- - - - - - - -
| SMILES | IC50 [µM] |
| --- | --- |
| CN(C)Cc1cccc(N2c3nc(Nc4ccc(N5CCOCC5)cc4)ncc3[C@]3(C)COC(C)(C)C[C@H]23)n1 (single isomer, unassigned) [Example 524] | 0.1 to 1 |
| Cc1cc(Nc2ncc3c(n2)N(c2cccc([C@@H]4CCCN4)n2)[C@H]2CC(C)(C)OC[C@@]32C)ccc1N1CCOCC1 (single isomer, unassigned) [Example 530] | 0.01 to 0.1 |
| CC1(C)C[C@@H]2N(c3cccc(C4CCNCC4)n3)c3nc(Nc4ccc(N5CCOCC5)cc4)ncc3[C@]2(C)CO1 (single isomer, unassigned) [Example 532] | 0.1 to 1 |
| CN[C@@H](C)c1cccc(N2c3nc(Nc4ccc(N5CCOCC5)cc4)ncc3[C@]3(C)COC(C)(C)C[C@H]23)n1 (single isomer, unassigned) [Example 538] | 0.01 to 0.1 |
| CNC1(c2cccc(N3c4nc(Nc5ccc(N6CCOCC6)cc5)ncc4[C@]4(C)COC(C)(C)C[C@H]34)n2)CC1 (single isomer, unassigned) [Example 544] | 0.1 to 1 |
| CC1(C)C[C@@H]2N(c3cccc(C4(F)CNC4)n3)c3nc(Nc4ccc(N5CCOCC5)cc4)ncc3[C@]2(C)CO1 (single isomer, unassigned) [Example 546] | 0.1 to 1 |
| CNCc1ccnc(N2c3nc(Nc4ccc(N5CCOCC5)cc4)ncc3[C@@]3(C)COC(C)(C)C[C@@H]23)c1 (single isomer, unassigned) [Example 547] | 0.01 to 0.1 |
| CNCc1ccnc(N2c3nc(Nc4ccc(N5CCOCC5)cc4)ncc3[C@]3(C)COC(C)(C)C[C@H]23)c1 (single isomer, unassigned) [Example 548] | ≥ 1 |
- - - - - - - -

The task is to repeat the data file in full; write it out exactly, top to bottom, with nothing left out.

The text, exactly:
| SMILES | IC50 [µM] |
| --- | --- |
| CN(C)Cc1cccc(N2c3nc(Nc4ccc(N5CCOCC5)cc4)ncc3[C@]3(C)COC(C)(C)C[C@H]23)n1 (single isomer, unassigned) [Example 524] | 0.1 to 1 |
| Cc1cc(Nc2ncc3c(n2)N(c2cccc([C@@H]4CCCN4)n2)[C@H]2CC(C)(C)OC[C@@]32C)ccc1N1CCOCC1 (single isomer, unassigned) [Example 530] | 0.01 to 0.1 |
| CC1(C)C[C@@H]2N(c3cccc(C4CCNCC4)n3)c3nc(Nc4ccc(N5CCOCC5)cc4)ncc3[C@]2(C)CO1 (single isomer, unassigned) [Example 532] | 0.1 to 1 |
| CN[C@@H](C)c1cccc(N2c3nc(Nc4ccc(N5CCOCC5)cc4)ncc3[C@]3(C)COC(C)(C)C[C@H]23)n1 (single isomer, unassigned) [Example 538] | 0.01 to 0.1 |
| CNC1(c2cccc(N3c4nc(Nc5ccc(N6CCOCC6)cc5)ncc4[C@]4(C)COC(C)(C)C[C@H]34)n2)CC1 (single isomer, unassigned) [Example 544] | 0.1 to 1 |
| CC1(C)C[C@@H]2N(c3cccc(C4(F)CNC4)n3)c3nc(Nc4ccc(N5CCOCC5)cc4)ncc3[C@]2(C)CO1 (single isomer, unassigned) [Example 546] | 0.1 to 1 |
| CNCc1ccnc(N2c3nc(Nc4ccc(N5CCOCC5)cc4)ncc3[C@@]3(C)COC(C)(C)C[C@@H]23)c1 (single isomer, unassigned) [Example 547] | 0.01 to 0.1 |
| CNCc1ccnc(N2c3nc(Nc4ccc(N5CCOCC5)cc4)ncc3[C@]3(C)COC(C)(C)C[C@H]23)c1 (single isomer, unassigned) [Example 548] | ≥ 1 |